U.S. surgeon general says social media is affecting youth mental health
LINCOLN, Neb. (KLKN) – The U.S. surgeon general has issued a health advisory on social media use among teens, calling for more research on its effects.
The advisory from Dr. Vivek Murthy says that between the ages of 10 and 19, when many people start using social media, kids are still forming their identities and are more susceptible to social pressures.
Ciera Kirkpatrick, an assistant professor at the University of Nebraska-Lincoln, said we often make social comparisons to the people we see online.
“Social media is very idealized,” she said. “It’s a highlight reel. It’s something that’s so easy to compare ourselves to, and when we make those comparisons, we start to feel envious. We start to have anxiety that makes us feel bad about ourselves.”
The advisory says teenagers spend about 3½ hours on average per day on social media, and many are exposed to harmful or extreme content.
Murthy said lawmakers should work with platforms to limit potentially harmful content, enforce minimum age requirements and be more transparent about what they’re showing people.
“Social media makes it so easy to cultivate the persona that you want the world to see,” Kirkpatrick said. “You get to pick what you show and what you don’t show. You get to use editing features and filters and really portray things that aren’t what real life is. So that’s what makes it so easy for other people to have this distorted reality in their heads.”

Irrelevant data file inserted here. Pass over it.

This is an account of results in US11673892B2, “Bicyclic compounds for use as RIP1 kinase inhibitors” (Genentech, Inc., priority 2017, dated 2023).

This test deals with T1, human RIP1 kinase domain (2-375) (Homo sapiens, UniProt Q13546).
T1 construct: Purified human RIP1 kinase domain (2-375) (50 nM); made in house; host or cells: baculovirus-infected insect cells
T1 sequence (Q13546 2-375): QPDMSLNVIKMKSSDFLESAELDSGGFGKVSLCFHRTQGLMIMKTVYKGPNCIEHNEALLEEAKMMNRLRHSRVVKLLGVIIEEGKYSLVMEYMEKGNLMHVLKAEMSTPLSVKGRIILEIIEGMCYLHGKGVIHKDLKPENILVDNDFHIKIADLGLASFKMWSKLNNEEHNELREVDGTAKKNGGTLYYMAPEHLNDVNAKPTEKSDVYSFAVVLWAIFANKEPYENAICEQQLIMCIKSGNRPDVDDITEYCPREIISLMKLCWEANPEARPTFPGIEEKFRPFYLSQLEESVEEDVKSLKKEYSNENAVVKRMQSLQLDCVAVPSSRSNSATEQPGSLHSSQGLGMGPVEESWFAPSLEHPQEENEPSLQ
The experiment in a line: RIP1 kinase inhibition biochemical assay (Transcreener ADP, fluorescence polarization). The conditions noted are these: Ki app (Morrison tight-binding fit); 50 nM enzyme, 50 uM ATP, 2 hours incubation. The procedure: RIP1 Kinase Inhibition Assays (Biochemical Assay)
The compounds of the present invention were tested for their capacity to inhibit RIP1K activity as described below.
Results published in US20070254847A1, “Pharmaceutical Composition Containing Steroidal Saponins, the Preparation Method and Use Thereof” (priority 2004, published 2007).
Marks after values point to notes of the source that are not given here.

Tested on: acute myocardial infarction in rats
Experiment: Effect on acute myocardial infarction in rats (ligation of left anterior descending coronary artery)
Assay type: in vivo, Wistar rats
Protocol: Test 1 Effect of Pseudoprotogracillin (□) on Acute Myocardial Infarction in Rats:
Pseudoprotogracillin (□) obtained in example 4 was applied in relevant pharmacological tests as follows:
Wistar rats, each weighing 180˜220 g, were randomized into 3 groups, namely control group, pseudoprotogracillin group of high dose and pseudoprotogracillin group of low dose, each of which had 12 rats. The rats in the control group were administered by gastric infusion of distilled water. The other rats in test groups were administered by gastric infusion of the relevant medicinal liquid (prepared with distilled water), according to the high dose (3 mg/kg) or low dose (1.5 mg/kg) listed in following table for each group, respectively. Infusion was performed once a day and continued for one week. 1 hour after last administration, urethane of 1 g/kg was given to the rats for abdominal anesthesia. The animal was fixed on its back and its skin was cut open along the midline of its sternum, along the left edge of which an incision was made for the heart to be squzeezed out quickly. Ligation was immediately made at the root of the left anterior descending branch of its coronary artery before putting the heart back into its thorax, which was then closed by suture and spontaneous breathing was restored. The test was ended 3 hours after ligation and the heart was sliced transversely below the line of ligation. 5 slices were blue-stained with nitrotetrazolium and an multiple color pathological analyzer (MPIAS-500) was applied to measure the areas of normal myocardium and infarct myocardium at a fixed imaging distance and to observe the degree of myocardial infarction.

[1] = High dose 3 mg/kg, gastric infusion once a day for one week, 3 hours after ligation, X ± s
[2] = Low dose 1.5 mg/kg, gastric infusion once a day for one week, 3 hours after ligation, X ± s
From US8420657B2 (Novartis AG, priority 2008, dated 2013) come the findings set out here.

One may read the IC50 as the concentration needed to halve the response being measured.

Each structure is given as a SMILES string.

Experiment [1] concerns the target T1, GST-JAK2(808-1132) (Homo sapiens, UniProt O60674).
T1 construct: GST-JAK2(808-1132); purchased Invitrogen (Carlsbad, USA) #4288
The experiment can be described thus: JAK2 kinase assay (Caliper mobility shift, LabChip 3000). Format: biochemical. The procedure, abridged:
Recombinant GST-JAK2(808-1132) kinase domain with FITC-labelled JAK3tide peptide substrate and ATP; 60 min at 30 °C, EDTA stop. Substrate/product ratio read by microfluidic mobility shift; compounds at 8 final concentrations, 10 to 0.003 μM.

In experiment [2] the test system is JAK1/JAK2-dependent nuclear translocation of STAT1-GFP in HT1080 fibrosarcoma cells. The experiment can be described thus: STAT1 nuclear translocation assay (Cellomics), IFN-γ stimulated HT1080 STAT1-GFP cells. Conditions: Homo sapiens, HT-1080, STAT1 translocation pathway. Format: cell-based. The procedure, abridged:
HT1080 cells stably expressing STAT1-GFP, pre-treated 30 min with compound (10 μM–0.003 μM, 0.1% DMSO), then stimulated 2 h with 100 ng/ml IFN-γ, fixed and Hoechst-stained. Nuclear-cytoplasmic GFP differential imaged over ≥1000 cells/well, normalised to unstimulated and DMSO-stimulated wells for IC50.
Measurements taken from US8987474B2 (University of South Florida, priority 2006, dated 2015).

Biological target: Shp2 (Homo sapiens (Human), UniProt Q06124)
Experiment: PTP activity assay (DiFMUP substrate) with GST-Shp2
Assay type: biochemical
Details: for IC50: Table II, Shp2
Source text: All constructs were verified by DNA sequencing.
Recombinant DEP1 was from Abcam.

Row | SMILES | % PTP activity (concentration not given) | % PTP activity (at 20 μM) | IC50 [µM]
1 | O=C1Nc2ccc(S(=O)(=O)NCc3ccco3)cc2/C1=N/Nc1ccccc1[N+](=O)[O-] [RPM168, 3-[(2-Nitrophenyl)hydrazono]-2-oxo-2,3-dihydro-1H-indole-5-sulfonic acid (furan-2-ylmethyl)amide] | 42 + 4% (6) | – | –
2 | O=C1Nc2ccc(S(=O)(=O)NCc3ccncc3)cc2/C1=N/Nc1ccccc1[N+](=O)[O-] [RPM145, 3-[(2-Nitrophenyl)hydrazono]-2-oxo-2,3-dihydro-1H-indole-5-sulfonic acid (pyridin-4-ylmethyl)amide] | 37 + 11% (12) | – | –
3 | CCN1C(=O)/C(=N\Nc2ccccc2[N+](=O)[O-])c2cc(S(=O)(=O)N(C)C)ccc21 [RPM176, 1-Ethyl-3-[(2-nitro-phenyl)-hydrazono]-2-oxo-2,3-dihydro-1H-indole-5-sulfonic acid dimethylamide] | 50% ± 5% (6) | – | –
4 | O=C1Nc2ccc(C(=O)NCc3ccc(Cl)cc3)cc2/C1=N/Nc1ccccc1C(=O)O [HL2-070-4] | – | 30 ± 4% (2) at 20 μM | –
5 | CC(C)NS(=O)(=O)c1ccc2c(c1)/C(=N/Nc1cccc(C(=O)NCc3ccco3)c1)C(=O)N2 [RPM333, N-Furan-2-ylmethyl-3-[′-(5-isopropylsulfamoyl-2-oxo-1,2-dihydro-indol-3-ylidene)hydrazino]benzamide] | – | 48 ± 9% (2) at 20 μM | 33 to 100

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Experts say more digital and medica literacy curriculum in schools will help kids have a better understanding of how to better protect their mental health when online.
“So, if you notice that you are feeling bad about yourself after you always see content from a certain user, then you should probably unfollow that user,” Kirkpatrick said.
She said speaking with a therapist or counselor, or even friends and family, about what you see online can help.
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The advisory notes that social media can provide some benefits like connecting people who would otherwise be isolated.
But to stay safe, experts advise parents to act as a role model for responsible social media behavior.
The surgeon general said parents should create family media plans, establish tech-free zones and encourage children to make in-person friendships outside of their online ones.